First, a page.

1 Samuel 1:24-28
When Hannah had weaned the infant Samuel, she took him up with her together with a three-year-old bull, an ephah of flour and a skin of wine, and she brought him to the temple of the Lord at Shiloh; and the child was with them. They slaughtered the bull and the child’s mother came to Eli. She said, ‘If you please, my lord. As you live, my lord, I am the woman who stood here beside you, praying to the Lord. This is the child I prayed for, and the Lord granted me what I asked him. Now I make him over to the Lord for the whole of his life. He is made over to the Lord.’
There she left him, for the Lord.
‘My soul proclaims the greatness of the Lord
and my spirit exults in God my saviour;
because he has looked upon his lowly handmaid.
Yes, from this day forward all generations will call me blessed,
for the Almighty has done great things for me.
Holy is his name,
and his mercy reaches from age to age for those who fear him.
He has shown the power of his arm,
he has routed the proud of heart.
He has pulled down princes from their thrones and exalted the lowly.
The hungry he has filled with good things, the rich sent empty away.
He has come to the help of Israel his servant, mindful of his mercy
– according to the promise he made to our ancestors –
of his mercy to Abraham and to his descendants for ever.’
Mary stayed with Elizabeth about three months and then went back home.
My soul proclaims the greatness of the Lord.
The Magnificat is a beautiful prayer familiar to many Catholics. It is an integral part of the Visitation, where Mary responds to Elizabeth’s exclamation that “blessed is she who believed that the promise made her by the Lord would be fulfilled” (Luke 1:45).
The Magnificat has always been particularly memorable for me, because of a series of weekly talks that I once attended, during which a priest would explain the Magnificat. On the first week, the priest asked us a question that has stuck with me since: “Do you know what it means when your soul is proclaiming the greatness of God?”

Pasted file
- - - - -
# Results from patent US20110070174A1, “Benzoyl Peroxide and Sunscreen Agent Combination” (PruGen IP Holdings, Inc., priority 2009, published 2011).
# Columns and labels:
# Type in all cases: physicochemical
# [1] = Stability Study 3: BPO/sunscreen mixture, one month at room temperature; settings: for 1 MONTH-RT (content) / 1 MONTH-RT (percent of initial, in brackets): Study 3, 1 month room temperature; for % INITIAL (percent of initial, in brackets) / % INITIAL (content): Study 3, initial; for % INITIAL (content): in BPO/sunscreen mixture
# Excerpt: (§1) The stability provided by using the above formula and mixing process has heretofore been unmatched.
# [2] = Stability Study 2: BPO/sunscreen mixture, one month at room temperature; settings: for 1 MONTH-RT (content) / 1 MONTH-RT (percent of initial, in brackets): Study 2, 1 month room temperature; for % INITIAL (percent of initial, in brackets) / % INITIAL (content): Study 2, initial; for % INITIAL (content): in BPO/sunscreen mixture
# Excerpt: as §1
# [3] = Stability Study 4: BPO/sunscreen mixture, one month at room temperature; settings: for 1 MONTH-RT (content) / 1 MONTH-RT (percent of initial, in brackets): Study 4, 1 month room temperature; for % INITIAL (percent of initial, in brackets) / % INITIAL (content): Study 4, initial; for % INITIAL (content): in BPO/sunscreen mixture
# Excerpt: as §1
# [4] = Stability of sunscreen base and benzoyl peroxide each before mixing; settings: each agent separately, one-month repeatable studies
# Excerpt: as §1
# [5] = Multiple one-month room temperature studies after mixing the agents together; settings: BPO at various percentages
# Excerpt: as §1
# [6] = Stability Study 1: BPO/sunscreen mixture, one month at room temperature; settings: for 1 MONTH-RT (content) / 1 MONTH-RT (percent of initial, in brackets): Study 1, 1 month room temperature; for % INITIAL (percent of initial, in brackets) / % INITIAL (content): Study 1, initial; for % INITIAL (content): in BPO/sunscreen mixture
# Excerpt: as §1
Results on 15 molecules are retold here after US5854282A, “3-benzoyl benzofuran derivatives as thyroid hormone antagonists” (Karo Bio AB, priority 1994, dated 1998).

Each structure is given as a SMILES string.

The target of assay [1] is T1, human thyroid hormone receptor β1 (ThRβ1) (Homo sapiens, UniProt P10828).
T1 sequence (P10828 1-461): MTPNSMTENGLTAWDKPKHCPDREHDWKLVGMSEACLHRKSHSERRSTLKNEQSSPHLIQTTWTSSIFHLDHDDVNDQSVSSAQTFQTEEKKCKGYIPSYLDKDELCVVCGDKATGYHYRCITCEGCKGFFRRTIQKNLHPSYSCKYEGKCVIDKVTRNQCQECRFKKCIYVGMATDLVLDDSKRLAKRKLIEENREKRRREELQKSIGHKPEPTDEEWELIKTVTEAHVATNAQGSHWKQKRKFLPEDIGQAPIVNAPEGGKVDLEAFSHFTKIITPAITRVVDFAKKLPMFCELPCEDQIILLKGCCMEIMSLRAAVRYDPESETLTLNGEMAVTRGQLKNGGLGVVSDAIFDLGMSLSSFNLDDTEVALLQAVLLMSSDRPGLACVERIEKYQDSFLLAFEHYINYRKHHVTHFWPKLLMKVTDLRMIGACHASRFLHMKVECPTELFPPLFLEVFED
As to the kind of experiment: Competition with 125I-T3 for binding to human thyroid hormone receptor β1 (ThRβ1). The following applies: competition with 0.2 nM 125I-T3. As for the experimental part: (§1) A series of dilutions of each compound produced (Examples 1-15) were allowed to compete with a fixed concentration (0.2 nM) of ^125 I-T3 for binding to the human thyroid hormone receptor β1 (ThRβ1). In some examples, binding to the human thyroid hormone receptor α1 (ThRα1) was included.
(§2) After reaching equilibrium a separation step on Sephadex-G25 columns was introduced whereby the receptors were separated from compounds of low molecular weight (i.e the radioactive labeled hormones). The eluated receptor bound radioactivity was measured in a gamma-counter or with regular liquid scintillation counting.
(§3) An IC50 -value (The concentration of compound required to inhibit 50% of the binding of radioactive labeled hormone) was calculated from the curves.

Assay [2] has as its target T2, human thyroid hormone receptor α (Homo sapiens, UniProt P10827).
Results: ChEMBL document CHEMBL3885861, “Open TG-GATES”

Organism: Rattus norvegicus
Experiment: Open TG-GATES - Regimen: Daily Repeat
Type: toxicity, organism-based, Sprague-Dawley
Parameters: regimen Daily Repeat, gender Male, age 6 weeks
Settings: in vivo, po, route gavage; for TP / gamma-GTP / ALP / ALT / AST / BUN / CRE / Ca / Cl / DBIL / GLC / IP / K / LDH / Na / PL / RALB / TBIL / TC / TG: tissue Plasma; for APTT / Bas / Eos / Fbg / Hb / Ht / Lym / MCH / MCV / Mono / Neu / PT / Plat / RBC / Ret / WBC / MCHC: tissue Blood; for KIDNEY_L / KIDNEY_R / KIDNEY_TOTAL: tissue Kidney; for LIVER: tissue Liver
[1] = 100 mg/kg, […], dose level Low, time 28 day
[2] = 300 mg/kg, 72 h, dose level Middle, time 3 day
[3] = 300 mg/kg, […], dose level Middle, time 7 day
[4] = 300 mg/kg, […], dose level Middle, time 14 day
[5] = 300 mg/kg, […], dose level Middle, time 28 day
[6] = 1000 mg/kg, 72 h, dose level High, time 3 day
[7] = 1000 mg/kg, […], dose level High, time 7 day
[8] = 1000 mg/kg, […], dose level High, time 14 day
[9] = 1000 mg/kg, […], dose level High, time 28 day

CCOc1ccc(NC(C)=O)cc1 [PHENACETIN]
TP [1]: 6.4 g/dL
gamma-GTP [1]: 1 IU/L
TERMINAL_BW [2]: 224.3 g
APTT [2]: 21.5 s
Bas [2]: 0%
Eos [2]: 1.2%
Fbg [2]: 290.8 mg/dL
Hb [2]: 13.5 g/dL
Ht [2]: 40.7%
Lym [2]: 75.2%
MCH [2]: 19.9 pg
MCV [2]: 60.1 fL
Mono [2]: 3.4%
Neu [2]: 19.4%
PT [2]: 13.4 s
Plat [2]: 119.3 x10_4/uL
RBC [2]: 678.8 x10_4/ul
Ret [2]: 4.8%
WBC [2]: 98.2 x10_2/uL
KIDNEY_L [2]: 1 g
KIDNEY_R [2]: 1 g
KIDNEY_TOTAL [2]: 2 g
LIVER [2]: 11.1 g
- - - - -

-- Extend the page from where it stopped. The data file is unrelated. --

It is one thing to proclaim something with your mouth, but to proclaim something with your soul is to believe in that thing wholeheartedly and unreservedly, with every fibre of your being. I would take it one step further to suggest that the soul could only truly proclaim the goodness of God, for if we are made in the image and likeness of God, and our souls were made out of His very goodness, then it could not be possible for the soul (having made the acquaintance of God before we were even born!) to proclaim anything else but His goodness.
But here’s the catch — we are often so caught up in our lives (or worse yet, in ourselves) that we do not listen closely enough to our souls’ deepest longings for God and His goodness. That is when the soul’s proclamations slowly die down to a whisper and finally, having found its voice fallen on deaf ears, wind down to a deafening silence. We must not let that happen.
We learn from scripture that Mary has often pondered many events (such as the words of the angel Gabriel during the Annunciation) in the silence of her heart. We also learn that Mary was extraordinarily obedient to God’s call. Perhaps all these are signs of a soul enraptured by God and deeply in love with Him. If your soul is already proclaiming the greatness of God, constantly saying yes to Him and praising Him at the same time, what need would there be for spoken words?
It is a well-worn cliche to say that we often speak but do not listen. But the problem is not simply speaking and not listening: it is speaking with the wrong part of ourselves. As we await the coming of our Lord in this advent season, let us focus on speaking to, and of, God through our souls. Let us proclaim His glory and goodness not just through spoken words or song, but through actions animated by a soul in love with God.
(Today’s OXYGEN by Jacob Woo)
Prayer: Lord, we praise you and we adore you from the depths of our souls. May our souls not fall into silence and despair, but in memory of Your loving providence, sing your praises forever.
Thanksgiving: We thank the Lord for His patience and love. For even in our waywardness, He continues to await the return of His beloved children.